Attitudes are hardening in Pakistan’s restive Balochistan province against the government, but the state is now belatedly reaching out to the Baloch separatists. Writer Ahmed Rashid considers whether after years of civil war, talks could end the bloodshed.
It took an obscure United States congressman holding a controversial hearing in Washington on the civil war in Balochistan to awaken the conscience of the Pakistani government, military and public.
For years the civil war in Balochistan has either been forgotten by most Pakistanis or depicted as the forces of law and order battling Baloch tribesmen, who are described as “Indian agents”.
Just a few weeks ago, Interior Minister Rehman Malik even hinted that Israel and the US were supporting the Baloch separatists, while the army had totally ”Indianised” the Baloch problem.
On 23 February, Mr Malik did an about-face, saying that the government was withdrawing all cases against Baloch leaders living in exile and asking them to return home for talks. ”I will receive them in person,” he told journalists.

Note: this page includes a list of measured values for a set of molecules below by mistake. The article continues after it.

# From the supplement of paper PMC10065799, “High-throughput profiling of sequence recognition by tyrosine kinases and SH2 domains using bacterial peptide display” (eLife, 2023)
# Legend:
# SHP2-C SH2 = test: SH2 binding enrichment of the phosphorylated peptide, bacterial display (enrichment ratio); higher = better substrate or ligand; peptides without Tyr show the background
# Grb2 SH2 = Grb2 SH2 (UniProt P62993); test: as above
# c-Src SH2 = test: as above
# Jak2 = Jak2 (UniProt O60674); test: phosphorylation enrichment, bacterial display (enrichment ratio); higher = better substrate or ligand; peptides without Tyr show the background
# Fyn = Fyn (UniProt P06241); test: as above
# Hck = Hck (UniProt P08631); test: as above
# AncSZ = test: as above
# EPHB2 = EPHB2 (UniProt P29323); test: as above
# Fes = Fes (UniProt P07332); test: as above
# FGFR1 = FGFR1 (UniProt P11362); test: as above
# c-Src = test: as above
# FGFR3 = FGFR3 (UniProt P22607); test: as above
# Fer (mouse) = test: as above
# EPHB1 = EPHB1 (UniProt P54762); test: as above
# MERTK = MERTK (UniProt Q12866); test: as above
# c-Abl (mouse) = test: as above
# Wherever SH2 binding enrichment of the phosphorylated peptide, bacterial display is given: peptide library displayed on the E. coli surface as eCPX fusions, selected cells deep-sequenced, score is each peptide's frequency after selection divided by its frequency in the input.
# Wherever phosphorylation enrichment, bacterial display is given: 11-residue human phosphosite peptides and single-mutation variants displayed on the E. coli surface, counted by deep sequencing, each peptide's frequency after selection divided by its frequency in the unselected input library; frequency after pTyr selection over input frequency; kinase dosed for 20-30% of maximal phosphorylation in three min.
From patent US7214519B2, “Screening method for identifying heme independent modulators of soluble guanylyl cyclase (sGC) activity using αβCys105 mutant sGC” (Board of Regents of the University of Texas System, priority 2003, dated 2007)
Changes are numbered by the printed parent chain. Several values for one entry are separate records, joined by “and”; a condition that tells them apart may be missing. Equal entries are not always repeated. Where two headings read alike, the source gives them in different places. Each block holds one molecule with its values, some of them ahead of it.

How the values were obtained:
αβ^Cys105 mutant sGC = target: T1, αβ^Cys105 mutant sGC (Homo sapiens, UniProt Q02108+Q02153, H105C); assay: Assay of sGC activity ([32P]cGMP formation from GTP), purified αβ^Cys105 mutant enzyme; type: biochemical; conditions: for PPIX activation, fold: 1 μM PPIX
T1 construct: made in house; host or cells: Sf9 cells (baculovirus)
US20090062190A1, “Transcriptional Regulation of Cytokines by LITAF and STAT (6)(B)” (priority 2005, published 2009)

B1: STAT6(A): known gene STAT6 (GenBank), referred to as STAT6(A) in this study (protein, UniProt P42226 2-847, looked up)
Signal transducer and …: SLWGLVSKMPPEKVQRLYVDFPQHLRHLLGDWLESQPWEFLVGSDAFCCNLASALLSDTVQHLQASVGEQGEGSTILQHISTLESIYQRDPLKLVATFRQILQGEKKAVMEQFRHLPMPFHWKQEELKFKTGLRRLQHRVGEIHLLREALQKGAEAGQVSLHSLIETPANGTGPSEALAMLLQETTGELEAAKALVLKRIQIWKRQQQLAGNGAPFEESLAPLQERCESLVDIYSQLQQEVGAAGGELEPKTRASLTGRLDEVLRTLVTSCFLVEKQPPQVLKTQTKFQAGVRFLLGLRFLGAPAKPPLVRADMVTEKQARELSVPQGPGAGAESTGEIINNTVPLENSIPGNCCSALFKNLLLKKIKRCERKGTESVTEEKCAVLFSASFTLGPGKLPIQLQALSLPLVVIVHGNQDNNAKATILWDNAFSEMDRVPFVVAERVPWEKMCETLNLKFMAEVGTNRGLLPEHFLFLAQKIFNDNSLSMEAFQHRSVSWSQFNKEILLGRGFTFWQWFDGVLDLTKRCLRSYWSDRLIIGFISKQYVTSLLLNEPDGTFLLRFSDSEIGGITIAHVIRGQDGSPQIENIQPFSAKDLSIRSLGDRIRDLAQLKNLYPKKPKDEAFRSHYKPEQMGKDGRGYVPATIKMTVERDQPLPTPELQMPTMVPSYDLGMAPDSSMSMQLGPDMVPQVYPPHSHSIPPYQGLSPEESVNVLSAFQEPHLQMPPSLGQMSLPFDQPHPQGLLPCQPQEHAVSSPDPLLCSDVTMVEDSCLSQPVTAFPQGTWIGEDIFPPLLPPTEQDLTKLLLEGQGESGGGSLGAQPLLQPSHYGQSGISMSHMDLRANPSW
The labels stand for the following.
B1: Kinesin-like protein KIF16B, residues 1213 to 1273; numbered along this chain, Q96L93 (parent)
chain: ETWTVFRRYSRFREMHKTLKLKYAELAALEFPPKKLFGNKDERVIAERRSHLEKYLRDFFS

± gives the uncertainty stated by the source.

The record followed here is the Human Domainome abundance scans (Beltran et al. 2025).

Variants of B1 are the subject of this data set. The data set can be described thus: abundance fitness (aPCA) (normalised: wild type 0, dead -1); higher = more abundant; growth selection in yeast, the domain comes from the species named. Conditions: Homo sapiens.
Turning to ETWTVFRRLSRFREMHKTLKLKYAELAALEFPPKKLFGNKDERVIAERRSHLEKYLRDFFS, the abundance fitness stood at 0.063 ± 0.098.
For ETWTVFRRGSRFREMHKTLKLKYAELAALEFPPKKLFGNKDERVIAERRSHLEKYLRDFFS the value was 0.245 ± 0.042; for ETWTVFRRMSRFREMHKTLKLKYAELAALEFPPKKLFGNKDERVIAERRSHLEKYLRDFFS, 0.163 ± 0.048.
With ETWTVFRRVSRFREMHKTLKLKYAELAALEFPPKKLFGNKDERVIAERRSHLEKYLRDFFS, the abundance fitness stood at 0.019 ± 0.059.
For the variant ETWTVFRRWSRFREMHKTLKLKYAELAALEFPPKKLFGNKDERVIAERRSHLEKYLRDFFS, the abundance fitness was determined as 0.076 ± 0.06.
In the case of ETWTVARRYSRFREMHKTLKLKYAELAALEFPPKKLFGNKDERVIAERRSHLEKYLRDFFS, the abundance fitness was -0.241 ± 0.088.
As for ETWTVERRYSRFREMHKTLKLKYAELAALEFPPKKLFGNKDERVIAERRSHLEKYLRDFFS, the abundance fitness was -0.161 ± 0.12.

Don’t expect Baloch leaders to turn the other cheek at Mr Malik’s sudden shift – the Baloch have seen too many such U-turns before.
Brahamdagh Bugti, head of the separatist Baloch Republican Party and living in exile in Geneva, remains sceptical.
His grandfather Sardar Akbar Bugti, the head of the Bugti tribe, was killed in 2006 on the orders of former President Pervez Musharraf in a massive aerial bombardment, while his sister Zamur Domki and her 12-year old daughter were gunned down in Karachi in broad daylight just in late January – allegedly by government agents.
He told journalists last week: ”I have seen this all before… I am not an optimist.” Nevertheless, for the first time in years his face appeared on every Pakistani TV channel as he and other Baloch leaders gave interviews.